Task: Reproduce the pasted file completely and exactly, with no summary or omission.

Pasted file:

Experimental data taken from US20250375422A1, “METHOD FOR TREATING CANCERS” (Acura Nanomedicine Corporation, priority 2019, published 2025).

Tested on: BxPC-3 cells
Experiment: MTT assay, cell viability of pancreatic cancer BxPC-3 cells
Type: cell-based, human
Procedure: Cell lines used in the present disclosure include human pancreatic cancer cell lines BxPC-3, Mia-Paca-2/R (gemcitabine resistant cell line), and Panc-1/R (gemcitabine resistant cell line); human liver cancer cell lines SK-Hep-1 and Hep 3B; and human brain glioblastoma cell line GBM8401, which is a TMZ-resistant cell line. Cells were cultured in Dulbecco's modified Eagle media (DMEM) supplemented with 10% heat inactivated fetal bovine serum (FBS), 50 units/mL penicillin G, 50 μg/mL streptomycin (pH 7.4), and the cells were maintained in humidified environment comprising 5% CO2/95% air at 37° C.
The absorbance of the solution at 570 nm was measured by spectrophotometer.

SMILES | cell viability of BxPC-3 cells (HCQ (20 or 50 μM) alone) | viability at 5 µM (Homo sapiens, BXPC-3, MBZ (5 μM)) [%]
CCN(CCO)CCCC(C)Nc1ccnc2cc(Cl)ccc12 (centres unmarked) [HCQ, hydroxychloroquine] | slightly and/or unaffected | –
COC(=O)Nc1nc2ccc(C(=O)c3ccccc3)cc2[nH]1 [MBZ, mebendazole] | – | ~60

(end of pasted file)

Experimental data taken from US20250375422A1, “METHOD FOR TREATING CANCERS” (Acura Nanomedicine Corporation, priority 2019, published 2025).

Tested on: BxPC-3 cells
Experiment: MTT assay, cell viability of pancreatic cancer BxPC-3 cells
Type: cell-based, human
Procedure: Cell lines used in the present disclosure include human pancreatic cancer cell lines BxPC-3, Mia-Paca-2/R (gemcitabine resistant cell line), and Panc-1/R (gemcitabine resistant cell line); human liver cancer cell lines SK-Hep-1 and Hep 3B; and human brain glioblastoma cell line GBM8401, which is a TMZ-resistant cell line. Cells were cultured in Dulbecco's modified Eagle media (DMEM) supplemented with 10% heat inactivated fetal bovine serum (FBS), 50 units/mL penicillin G, 50 μg/mL streptomycin (pH 7.4), and the cells were maintained in humidified environment comprising 5% CO2/95% air at 37° C.
The absorbance of the solution at 570 nm was measured by spectrophotometer.

SMILES | cell viability of BxPC-3 cells (HCQ (20 or 50 μM) alone) | viability at 5 µM (Homo sapiens, BXPC-3, MBZ (5 μM)) [%]
CCN(CCO)CCCC(C)Nc1ccnc2cc(Cl)ccc12 (centres unmarked) [HCQ, hydroxychloroquine] | slightly and/or unaffected | –
COC(=O)Nc1nc2ccc(C(=O)c3ccccc3)cc2[nH]1 [MBZ, mebendazole] | – | ~60